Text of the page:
• Gameplay

For the most part, it’s the gameplay you’re used to from Persona, with some updates. If you’ve played Persona 5 before, you’ll be able to jump into this very easily. You want to target different Persona’s weaknesses, and you’ll want to chain attacks together. If you’ve never played Persona 3 but you’ve played Persona 5 recently, guns have been replaced with pierce damage, so each character will either have pierce damage or a melee weapon. You also don’t have to do the whole negotiation to recruit other Personas this time. 

If you didn’t like those, that’s good news because they’re not here, but that’s something to prepare for. Every time, you’ll get rewarded with something called Chance Time, where you’ll get an extra reward for finishing a battle, like extra experience, extra money, a new persona, a skill card, etc. 

You also won’t be exploring Palaces with intricate puzzles and layouts like in Persona 5, with the idea of randomly generated places. Tartarus will change up virtually every time, but unlike Memento, when you go up a floor, you have to stay on that floor- you can’t change. 

Something else you should be aware of- saves are rather limited. You can only save your game outside of Tartarus or in its lobby, which is the only place where you can change your party members.

The socialising gameplay is pretty much the same, it’s kind of like a dating sim. I’m aware there are a lot of people who don’t like that style of gameplay, and I’ll be honest, the social links felt a bit weaker than in other games, but I’ll get into that in another segment. 

  • Graphics and Art style

It’s a major update. It is made with the Persona 5 engine, but the team has done a fantastic job. On PS5, the game runs at 4K 60FPS and even includes Ray Tracing, and as a result, the game looks great. From a visual and presentation standpoint, I have no complaints. 


  • Implementation of Quality-of-Life Features

So, there are some good quality-of-life features, like the Baton Pass from Persona 5 is here. But there are a couple of instances where I think, ‘Why didn’t that make it into the game?’. For example, Persona 5 eventually gives you the option to swap party members on the fly, which was discussed in a Professionally Unprofessional Podcast episode I did with Reece and Elliot- and as Elliot pointed out, that was locked behind doing well in Hifumi’s social link. But the fact that this feature isn’t even there is annoying because it means that often you can’t get the right cast member in the team to take advantage of a weakness.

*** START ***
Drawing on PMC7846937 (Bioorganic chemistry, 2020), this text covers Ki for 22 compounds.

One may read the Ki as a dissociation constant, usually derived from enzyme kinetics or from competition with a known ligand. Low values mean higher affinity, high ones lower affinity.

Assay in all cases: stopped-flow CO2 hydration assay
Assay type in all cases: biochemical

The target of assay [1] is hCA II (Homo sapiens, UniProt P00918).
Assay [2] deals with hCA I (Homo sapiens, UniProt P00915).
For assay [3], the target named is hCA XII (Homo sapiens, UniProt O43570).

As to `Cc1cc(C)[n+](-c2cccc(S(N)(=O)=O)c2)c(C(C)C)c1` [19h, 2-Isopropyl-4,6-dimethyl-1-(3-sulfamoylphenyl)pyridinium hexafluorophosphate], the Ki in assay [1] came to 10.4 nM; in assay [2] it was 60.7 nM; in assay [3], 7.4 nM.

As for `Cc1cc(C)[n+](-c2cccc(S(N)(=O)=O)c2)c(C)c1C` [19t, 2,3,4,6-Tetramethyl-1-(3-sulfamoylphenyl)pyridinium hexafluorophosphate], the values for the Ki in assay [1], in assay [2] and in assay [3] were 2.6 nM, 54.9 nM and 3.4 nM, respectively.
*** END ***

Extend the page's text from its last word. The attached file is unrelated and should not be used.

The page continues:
I certainly found myself using up my SP recovery items a lot, this was especially the case early on, and it doesn’t help that like in the other games, SP Recovery items aren’t very common. I have no idea why the game uses so many Soul Drops, they don’t do anything.

I’m glad that the social links are better this time in a story sense, but again, I feel like unlike Persona 5, they don’t serve as much of a purpose. In Persona 5, they would give you extra gameplay benefits- as mentioned before, Hifumi’s arc would give you access to swap out cast members mid-battle. This time you don’t get much of anything for maxing them out. You don’t need the other party members, since they get story modes which give you the extra Personas. But with this one, you only get access to the Ultimate Persona in that category. For example, if you finish the social link for the character with a magician arcana, you get access to the best magician persona, and the same happens for the judgement-based character, etc, etc. 

I just kind of wish there was more reason for maxing out these character arcs, especially considering I don’t think the storylines are as enjoyable as the ones in Persona 5. 


  • Lack of Late Game Content

This ties into another issue, but this game was really lacking in late-game content. For one thing, I find it really annoying that some of the social links are tied into the last two months of in-game time, because that is not enough time to get invested in those stories, and you have to hope you put in all of your effort into getting them sorted. It doesn’t help that some of the social links are tied to maxing out some of the stats, which means you have to plan your time for when you’re going to be working in the Coffee House to improve your courage stats in order to hang around with some of the later stage characters.